Although the subject garment could possibly be used for social activity inside the home, it is our view that because of the unsecured fly; it would be inappropriate to wear this garment while participating in any "... nonprivate activities in and around the house.". It is our view that this use would be a fugitive use. In Hampco Apparel, Inc. v. United States, 12 CIT 92 (1988), the Court of International Trade stated: “The fact that a garment could have a fugitive use or uses does not take it out of the classification of its original and primary use. The primary design, construction, and function of an article will be determinative of classification, whether or not there is an incidental or subordinate function.” In this case, because the submitted sample is capable of being used to lounge inside the home does not change what is its principal use and character as sleepwear. Thus, it is our determination that this garment has the essential character of privateness, i.e. of being used for the private activity of sleeping. The garment identified as style 505-0503 is therefore properly classifiable as a sleep garment, not outerwear. See HQ 963519, dated July 16, 2002, wherein we ruled that almost identical pants were classified as sleepwear.

Heading 6207, HTSUS, provides for, inter alia, pajamas and similar articles. Customs has consistently ruled that pajamas are generally twopiece garments worn for sleeping, one-piece garments such as these under consideration have been classified as other woven sleepwear.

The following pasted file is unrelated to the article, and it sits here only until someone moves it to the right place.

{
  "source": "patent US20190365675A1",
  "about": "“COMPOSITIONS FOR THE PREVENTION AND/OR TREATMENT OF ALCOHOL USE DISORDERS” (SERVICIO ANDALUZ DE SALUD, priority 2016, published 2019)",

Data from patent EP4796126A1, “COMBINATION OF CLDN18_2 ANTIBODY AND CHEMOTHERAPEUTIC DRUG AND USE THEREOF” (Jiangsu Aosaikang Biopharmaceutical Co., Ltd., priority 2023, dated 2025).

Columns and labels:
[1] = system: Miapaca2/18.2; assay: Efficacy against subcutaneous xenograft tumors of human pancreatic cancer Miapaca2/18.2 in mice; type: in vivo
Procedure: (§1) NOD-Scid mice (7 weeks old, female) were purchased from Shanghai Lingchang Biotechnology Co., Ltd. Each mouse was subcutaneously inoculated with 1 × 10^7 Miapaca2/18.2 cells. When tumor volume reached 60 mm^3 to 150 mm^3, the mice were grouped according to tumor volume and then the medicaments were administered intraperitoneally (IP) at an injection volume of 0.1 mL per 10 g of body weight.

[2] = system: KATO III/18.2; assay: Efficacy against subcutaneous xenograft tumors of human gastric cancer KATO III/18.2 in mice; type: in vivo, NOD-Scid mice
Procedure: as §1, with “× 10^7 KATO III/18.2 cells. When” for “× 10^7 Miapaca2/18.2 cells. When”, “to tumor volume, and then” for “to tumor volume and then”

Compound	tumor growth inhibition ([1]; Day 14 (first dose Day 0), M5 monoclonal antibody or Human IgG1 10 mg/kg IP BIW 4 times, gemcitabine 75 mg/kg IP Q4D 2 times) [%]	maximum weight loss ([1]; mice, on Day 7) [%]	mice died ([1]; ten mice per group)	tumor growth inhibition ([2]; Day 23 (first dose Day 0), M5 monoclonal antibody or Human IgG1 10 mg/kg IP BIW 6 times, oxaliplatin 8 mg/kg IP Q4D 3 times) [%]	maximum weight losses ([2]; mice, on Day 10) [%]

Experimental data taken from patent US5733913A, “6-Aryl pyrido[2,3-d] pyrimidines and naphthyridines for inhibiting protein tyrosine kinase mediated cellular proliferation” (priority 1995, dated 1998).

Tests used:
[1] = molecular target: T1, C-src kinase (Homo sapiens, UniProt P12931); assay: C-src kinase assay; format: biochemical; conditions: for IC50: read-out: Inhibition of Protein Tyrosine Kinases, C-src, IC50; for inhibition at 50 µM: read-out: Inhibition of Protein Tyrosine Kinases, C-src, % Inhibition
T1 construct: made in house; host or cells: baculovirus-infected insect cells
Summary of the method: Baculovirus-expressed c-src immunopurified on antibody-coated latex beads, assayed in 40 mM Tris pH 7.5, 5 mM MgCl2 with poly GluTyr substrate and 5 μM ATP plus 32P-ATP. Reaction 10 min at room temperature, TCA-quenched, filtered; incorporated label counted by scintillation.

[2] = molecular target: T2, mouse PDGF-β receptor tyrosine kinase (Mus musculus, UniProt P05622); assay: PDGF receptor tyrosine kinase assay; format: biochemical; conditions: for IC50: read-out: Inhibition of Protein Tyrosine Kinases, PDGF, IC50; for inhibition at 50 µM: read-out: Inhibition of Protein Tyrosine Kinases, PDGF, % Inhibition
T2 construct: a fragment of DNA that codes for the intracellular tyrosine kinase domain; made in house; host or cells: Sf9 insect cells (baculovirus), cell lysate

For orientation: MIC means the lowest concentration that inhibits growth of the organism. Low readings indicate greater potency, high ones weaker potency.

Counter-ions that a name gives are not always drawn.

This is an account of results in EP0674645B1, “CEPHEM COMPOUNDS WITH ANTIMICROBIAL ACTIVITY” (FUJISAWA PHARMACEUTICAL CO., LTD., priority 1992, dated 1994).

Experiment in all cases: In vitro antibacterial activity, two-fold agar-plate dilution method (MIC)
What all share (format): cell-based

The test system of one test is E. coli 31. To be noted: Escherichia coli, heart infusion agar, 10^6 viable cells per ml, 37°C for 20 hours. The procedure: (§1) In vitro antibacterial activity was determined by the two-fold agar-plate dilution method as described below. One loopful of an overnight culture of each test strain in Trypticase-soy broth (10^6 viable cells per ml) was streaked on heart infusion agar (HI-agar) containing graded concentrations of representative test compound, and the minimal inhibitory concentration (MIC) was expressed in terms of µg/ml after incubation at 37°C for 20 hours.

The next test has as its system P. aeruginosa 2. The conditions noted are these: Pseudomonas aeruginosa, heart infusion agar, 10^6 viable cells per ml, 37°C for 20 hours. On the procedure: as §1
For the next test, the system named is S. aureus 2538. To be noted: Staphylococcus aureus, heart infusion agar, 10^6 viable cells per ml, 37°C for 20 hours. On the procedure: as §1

The instant merchandise is properly classifiable under the provision for "Men’s or boys’ singlets and other undershirts, underpants, briefs, nightshirts, pajamas, bathrobes, dressing gowns and similar articles: Other: Of cotton: Other: Sleepwear”, in subheading 6207.91.3010, HTSUSA, and is dutiable under the general column one rate of 6.2 percent ad valorem. The textile category for this provision is 351.

NY I80792 issued on April 25, 2002, is hereby MODIFIED.

The designated textile and apparel category may be subdivided into parts. If so, the visa and quota requirements applicable to the subject merchandise may be affected. Since part categories are the result of international bilateral agreements which are subject to frequent renegotiations and changes, to obtain the most current information available, we suggest you check, close to the time of shipment, the Status Report On Current Import Quotas (Restraint Levels), an internal issuance of the U.S. Customs Service which is updated weekly and is available for inspection at your local Customs office. The Status Report on Current Import Quota (Restraint Levels) is also available on the Customs Electronic Bulletin Board (CEBB) which can be found on the U.S. Customs Service Website at www.customs.treas.gov.

Due to the changeable nature of the statistical annotation (the ninth and tenth digits of the classification) and the restraint (quota/visa) categories, you should contact your local Customs office prior to importation of this merchandise to determine the current status of any import restraints or requirements.